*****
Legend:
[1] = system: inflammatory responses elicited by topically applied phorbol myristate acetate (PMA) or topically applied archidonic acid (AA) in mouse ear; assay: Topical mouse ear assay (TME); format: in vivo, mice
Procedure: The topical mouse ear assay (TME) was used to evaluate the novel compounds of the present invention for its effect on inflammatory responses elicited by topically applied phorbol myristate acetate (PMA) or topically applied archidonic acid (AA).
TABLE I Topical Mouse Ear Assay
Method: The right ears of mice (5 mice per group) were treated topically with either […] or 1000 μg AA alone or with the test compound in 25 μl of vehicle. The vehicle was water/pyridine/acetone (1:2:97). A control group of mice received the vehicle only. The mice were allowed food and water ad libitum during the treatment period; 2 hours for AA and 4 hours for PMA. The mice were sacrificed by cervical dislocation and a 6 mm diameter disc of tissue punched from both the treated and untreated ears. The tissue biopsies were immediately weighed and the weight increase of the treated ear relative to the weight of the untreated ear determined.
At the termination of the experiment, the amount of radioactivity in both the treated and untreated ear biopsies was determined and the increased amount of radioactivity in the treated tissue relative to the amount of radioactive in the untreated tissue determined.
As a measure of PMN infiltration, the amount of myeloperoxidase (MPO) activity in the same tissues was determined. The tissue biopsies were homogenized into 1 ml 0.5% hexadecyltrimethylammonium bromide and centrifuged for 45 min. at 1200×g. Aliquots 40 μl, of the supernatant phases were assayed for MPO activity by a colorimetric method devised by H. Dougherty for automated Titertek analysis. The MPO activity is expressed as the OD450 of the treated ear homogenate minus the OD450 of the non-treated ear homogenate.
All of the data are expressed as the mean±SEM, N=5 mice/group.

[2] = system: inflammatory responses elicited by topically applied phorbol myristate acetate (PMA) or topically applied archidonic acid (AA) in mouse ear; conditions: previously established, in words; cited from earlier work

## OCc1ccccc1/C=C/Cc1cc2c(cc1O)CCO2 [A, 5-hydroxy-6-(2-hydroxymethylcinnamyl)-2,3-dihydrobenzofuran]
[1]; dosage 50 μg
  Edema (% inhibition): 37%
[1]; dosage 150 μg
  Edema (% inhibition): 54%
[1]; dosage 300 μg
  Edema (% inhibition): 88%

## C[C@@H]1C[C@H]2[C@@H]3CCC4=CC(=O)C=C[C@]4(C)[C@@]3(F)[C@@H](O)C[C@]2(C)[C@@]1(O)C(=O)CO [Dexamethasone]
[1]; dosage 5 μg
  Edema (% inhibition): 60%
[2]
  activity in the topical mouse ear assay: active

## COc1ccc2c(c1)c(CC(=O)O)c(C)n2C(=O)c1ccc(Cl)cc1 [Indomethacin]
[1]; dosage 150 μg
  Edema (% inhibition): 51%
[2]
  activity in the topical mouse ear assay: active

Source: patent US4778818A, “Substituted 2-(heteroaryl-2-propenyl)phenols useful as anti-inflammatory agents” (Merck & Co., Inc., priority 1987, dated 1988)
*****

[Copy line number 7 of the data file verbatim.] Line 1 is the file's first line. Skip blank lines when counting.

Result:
As a measure of PMN infiltration, the amount of myeloperoxidase (MPO) activity in the same tissues was determined. The tissue biopsies were homogenized into 1 ml 0.5% hexadecyltrimethylammonium bromide and centrifuged for 45 min. at 1200×g. Aliquots 40 μl, of the supernatant phases were assayed for MPO activity by a colorimetric method devised by H. Dougherty for automated Titertek analysis. The MPO activity is expressed as the OD450 of the treated ear homogenate minus the OD450 of the non-treated ear homogenate.